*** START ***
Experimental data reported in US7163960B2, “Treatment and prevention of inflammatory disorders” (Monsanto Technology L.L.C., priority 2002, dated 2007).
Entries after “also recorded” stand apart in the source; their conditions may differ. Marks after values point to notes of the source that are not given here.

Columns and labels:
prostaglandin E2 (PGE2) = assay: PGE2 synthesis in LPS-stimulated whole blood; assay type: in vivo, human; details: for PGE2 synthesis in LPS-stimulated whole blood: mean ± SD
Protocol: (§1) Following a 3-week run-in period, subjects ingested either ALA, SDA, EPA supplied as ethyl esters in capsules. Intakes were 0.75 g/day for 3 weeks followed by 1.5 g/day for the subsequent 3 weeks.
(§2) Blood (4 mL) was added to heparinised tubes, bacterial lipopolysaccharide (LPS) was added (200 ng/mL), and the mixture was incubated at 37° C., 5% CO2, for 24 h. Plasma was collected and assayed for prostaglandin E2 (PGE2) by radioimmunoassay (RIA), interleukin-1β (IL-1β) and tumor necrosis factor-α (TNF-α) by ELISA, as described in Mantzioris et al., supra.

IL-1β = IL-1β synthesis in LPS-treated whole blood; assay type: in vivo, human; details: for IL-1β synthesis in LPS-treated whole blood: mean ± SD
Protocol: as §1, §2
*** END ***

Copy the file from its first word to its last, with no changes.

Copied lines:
Experimental data reported in US7163960B2, “Treatment and prevention of inflammatory disorders” (Monsanto Technology L.L.C., priority 2002, dated 2007).
Entries after “also recorded” stand apart in the source; their conditions may differ. Marks after values point to notes of the source that are not given here.

Columns and labels:
prostaglandin E2 (PGE2) = assay: PGE2 synthesis in LPS-stimulated whole blood; assay type: in vivo, human; details: for PGE2 synthesis in LPS-stimulated whole blood: mean ± SD
Protocol: (§1) Following a 3-week run-in period, subjects ingested either ALA, SDA, EPA supplied as ethyl esters in capsules. Intakes were 0.75 g/day for 3 weeks followed by 1.5 g/day for the subsequent 3 weeks.
(§2) Blood (4 mL) was added to heparinised tubes, bacterial lipopolysaccharide (LPS) was added (200 ng/mL), and the mixture was incubated at 37° C., 5% CO2, for 24 h. Plasma was collected and assayed for prostaglandin E2 (PGE2) by radioimmunoassay (RIA), interleukin-1β (IL-1β) and tumor necrosis factor-α (TNF-α) by ELISA, as described in Mantzioris et al., supra.

IL-1β = IL-1β synthesis in LPS-treated whole blood; assay type: in vivo, human; details: for IL-1β synthesis in LPS-treated whole blood: mean ± SD
Protocol: as §1, §2